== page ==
The other case s more delicate, and proportionately more diffi- cult. Mr. Robinson proceeds against his wife for adultery, asso- ciating Dr. Lane in the charge. If we regard the evidence ad- duced simply as the materials for a tale, the work is easy. Mrs. Robinson is a gentle invalid, a femme incomprise, whose husband offers her, in 1857, to go to a hydropathic establishment kept by Dr. Lane at Moor Park. Now this was unfortunate, for Mrs. Robinson had formed a serious attachment for Dr. Lane,—her passion, which was so thoroughgoing and self-sacrificing, having dated from "the first interview" in 1850. Mr. Robinson brings his action. It is based upon a moral prodigy, the circumstantially written evidence of Mrs. Robinson's private diary ; and on that evidence he obtains a divorce, d mened et thoro, in the Ecclesi- astical Court.
But the new Court of Marriage and Divorce requires something more than written evidence ; the gentleman accused becomes a party to the suit, and a new and most unexpected defence of that gentleman is put forward. It is, that Mrs. Robinson's " confes- sion" was written under an hallucination, and is a fiction. Cir- cumstances contribute to render that new and strange story pro- bable. The lady was a patient of a highly nervous and more than susceptible character. Dr. Lane is a young man, he has a wife still younger, blessed with all womanly attractions and a sweet temper; and she thoroughly disbelieves her husband's infidelity, even on the "confession." Nor is she without reason, for while Mrs. Robinson's highly circumstantial prose-Sapphic autobio-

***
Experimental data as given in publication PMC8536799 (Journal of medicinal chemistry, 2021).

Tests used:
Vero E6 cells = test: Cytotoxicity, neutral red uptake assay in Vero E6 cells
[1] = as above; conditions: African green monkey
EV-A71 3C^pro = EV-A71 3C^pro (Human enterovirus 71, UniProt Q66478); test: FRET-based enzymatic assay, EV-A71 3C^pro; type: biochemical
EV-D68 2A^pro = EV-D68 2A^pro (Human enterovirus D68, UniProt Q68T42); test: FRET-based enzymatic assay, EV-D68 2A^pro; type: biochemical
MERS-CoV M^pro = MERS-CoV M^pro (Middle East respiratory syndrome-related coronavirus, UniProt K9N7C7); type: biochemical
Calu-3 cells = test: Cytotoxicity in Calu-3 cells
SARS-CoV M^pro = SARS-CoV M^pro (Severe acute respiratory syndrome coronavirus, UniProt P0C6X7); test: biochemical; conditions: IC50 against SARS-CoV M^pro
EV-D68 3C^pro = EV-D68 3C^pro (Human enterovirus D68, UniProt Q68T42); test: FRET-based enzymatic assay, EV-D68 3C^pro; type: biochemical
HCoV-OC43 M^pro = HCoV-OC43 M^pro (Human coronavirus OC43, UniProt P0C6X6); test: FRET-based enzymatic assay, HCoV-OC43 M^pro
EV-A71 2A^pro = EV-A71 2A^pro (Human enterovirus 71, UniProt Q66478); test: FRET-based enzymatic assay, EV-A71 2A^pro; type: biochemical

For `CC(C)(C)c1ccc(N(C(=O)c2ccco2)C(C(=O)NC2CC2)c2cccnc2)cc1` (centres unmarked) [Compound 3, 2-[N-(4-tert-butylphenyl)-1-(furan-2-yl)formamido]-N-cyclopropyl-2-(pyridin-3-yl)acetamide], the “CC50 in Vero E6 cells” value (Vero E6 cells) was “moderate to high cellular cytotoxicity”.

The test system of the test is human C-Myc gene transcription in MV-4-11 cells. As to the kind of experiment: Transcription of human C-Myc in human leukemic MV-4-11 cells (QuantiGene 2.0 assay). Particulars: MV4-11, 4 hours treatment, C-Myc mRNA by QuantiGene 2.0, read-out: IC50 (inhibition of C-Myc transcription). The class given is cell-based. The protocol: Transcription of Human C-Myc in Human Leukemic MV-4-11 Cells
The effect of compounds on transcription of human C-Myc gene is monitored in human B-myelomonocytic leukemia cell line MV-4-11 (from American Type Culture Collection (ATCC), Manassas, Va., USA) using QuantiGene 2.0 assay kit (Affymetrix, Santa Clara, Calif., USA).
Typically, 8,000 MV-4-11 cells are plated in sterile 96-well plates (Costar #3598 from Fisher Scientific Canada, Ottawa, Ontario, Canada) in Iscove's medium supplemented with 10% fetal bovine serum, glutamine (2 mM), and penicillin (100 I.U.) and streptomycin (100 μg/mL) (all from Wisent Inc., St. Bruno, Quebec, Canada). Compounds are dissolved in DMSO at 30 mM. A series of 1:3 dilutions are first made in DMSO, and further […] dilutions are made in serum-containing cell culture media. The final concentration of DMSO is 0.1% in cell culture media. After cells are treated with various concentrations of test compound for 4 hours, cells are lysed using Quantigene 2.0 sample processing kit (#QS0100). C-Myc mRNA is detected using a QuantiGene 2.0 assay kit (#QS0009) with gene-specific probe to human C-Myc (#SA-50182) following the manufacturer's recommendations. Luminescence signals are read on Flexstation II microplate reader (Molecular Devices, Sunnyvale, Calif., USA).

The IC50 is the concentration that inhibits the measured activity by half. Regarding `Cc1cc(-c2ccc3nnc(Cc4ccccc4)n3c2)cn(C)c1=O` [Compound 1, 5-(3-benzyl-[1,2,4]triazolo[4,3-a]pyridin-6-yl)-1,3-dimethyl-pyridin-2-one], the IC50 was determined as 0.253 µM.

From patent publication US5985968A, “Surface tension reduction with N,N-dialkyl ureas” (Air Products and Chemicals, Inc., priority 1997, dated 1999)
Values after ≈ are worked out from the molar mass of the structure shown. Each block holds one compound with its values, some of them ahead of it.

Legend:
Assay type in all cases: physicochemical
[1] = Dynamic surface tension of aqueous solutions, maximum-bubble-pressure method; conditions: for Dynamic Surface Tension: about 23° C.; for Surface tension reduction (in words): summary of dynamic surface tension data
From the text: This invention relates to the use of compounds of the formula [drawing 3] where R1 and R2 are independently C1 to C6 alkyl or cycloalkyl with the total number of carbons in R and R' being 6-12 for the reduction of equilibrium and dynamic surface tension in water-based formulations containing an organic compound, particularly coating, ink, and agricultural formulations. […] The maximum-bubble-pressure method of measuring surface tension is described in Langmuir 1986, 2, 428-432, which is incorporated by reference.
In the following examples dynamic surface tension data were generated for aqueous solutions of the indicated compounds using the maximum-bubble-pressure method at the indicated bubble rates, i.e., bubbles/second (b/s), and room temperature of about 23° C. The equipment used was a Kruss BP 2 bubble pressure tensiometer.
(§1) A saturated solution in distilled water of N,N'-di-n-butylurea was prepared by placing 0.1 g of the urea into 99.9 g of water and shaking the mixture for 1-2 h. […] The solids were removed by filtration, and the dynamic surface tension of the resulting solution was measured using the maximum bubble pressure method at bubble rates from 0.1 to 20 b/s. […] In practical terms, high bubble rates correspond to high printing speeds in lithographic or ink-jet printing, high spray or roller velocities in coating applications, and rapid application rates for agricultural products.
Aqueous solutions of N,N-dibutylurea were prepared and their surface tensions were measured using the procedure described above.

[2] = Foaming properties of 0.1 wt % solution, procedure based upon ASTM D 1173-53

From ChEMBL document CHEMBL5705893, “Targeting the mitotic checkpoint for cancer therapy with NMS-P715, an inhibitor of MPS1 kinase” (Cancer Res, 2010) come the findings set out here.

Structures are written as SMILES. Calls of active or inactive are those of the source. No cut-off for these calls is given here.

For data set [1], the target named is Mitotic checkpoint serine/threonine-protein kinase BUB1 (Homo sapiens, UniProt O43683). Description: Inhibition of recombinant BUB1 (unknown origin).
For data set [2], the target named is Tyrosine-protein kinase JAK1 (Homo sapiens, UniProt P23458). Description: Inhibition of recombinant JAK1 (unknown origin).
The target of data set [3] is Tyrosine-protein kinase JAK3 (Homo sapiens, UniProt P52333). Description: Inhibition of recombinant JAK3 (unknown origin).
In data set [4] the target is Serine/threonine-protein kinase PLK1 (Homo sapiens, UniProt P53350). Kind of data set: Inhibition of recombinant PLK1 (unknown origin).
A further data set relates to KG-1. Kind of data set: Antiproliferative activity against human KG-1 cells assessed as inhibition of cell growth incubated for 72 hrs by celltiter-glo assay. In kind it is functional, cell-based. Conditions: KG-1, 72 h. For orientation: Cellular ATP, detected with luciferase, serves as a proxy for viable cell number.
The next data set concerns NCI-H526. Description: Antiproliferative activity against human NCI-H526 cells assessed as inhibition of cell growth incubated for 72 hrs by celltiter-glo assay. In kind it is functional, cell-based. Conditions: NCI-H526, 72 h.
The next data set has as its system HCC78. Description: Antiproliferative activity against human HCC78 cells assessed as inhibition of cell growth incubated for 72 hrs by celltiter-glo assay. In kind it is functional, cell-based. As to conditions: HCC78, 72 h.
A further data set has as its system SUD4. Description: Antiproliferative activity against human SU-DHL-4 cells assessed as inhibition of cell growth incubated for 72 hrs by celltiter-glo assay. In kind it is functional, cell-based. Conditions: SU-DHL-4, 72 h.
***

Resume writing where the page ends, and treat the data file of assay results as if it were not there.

rjeffici is limited to one week, during which she was con- y weak, nervous, excited, and dreaming, her age was even then fifty. And she has "confessed," through this diary which she indulged in, about at least one other gentleman, who disclaims the imputation. In addition to this diary, in the Marriage Court, there was some oral evidence on both sides ; that for the action being rebutted by strong denials. An unedu- cated witness, for instance, said that he had seen into a place from a spot at which no view of the said interior can be obtained ; and this same witness had before prevaricated to a fellow servant whom he asked to conceal what he had said. And the "Diary," from its intrinsic character, is highly suggestive of corroboration for this defence. Thus the convicting testimony in the Ecclesi- astical Court, with its written evidence, becomes a powerful aux- iliary for the defence in the more English tribunal. But how, then, can we account for the self-damnatory " con- fession " ? It might be done in many ways. "Hallucination" is enough ; but let us see whether self-incrimination is altogether an impossible theory. And although our idea is purely conjectu- ral, and only suggested as a complement of the case that might serve in a work of fiction, it will still illustrate the scrutiny and weighing of such evidence. The lady possesses an unusual fa- culty of writing. She habitually indulges her imagination. She carries on with gentlemen a style of conversation and of thought which has a more powerful meaning for herself perhaps than for her selected hearers. She keeps a diary and records the events of the emotions with much ability. Her writing capacity goads it- self into developments. She relates conversations and other inci- dents with a degree of point and vividness of which the other interlocutor was probably quite unconscious. The mere act of Writing is in itself a satisfaction. If she has been une femme in- comprise, this record will, at all events, show that on occasion she might have been comprehended and appreciated. For the pre- sent, this record is purely confidential. If fancy finds a little play no harm is done ; nay, why restrain fancy ? Why not com- plete the fiction? And should it ultimately meet the eye of an mappreciating husband, how striking, though delicate, the effect of that posthumous reproach ! But this conjecture will alone show us how incomplete is the evidence which it pieces out. . The present position of the case is remarkable. The Ecclesias- tical Court, before whom of course Dr. Lane did not appear, has granted a divorce a mensâ et thoro upon this confession of an ac- cused, who evidently had no dislike of confessing—it might be, did not wish to be acquitted. But when the more modern and English court grapples with the ease, a larger and more substan- tial supply of evidence not only alters the first view, but throws back upon the judges the important question, how they are to deal with the evidence or even admit it before them. It is a striking crucial experiment upon the treatment and admission of evidence, at a period when the whole subject of evidence is undergoing im- portant revisions. And it brings out with startling force the moral, for the sake of which alone we can bring ourselves to dis- cuss. a subject so painful, that the " audi alteratn partent" is a maxim of inflexible and universal application ; that no prima fame case, however strong, should be looked upon for a moment as incapable of entire refutation by the defence.